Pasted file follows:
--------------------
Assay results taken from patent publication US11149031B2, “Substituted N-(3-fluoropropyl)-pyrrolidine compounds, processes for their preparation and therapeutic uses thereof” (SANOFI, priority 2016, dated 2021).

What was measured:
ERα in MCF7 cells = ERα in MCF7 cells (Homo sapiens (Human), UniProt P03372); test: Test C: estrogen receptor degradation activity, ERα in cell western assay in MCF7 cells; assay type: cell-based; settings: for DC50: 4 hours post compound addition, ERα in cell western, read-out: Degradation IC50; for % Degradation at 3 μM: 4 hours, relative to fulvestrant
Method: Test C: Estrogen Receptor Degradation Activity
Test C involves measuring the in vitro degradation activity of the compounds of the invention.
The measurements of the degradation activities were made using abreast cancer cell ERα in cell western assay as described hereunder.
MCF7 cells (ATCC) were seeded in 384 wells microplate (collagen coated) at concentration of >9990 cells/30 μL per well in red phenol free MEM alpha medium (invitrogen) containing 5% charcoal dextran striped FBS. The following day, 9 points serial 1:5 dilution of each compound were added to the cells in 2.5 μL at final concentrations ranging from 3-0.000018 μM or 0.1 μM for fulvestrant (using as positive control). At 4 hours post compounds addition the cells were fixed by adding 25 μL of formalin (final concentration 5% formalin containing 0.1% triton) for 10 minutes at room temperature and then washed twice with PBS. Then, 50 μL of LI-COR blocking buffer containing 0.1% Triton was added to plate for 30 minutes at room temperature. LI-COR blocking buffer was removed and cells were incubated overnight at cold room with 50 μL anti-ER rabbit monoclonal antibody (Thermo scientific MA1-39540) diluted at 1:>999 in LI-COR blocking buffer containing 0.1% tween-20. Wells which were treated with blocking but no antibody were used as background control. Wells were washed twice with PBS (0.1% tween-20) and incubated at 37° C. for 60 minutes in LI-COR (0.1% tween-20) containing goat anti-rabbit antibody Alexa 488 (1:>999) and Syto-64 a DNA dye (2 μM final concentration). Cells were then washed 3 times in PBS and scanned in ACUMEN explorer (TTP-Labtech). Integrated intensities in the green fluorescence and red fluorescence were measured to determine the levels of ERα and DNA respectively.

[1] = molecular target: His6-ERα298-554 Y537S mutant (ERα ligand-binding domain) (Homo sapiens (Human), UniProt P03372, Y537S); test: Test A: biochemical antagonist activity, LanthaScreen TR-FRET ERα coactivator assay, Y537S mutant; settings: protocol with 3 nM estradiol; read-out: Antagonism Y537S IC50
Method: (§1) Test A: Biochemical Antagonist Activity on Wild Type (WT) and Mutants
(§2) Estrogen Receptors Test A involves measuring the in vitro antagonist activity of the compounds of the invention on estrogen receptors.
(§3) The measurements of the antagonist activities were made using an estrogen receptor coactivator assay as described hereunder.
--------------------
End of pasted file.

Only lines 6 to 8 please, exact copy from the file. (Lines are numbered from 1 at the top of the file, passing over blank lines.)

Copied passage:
The measurements of the degradation activities were made using abreast cancer cell ERα in cell western assay as described hereunder.
MCF7 cells (ATCC) were seeded in 384 wells microplate (collagen coated) at concentration of >9990 cells/30 μL per well in red phenol free MEM alpha medium (invitrogen) containing 5% charcoal dextran striped FBS. The following day, 9 points serial 1:5 dilution of each compound were added to the cells in 2.5 μL at final concentrations ranging from 3-0.000018 μM or 0.1 μM for fulvestrant (using as positive control). At 4 hours post compounds addition the cells were fixed by adding 25 μL of formalin (final concentration 5% formalin containing 0.1% triton) for 10 minutes at room temperature and then washed twice with PBS. Then, 50 μL of LI-COR blocking buffer containing 0.1% Triton was added to plate for 30 minutes at room temperature. LI-COR blocking buffer was removed and cells were incubated overnight at cold room with 50 μL anti-ER rabbit monoclonal antibody (Thermo scientific MA1-39540) diluted at 1:>999 in LI-COR blocking buffer containing 0.1% tween-20. Wells which were treated with blocking but no antibody were used as background control. Wells were washed twice with PBS (0.1% tween-20) and incubated at 37° C. for 60 minutes in LI-COR (0.1% tween-20) containing goat anti-rabbit antibody Alexa 488 (1:>999) and Syto-64 a DNA dye (2 μM final concentration). Cells were then washed 3 times in PBS and scanned in ACUMEN explorer (TTP-Labtech). Integrated intensities in the green fluorescence and red fluorescence were measured to determine the levels of ERα and DNA respectively.

[1] = molecular target: His6-ERα298-554 Y537S mutant (ERα ligand-binding domain) (Homo sapiens (Human), UniProt P03372, Y537S); test: Test A: biochemical antagonist activity, LanthaScreen TR-FRET ERα coactivator assay, Y537S mutant; settings: protocol with 3 nM estradiol; read-out: Antagonism Y537S IC50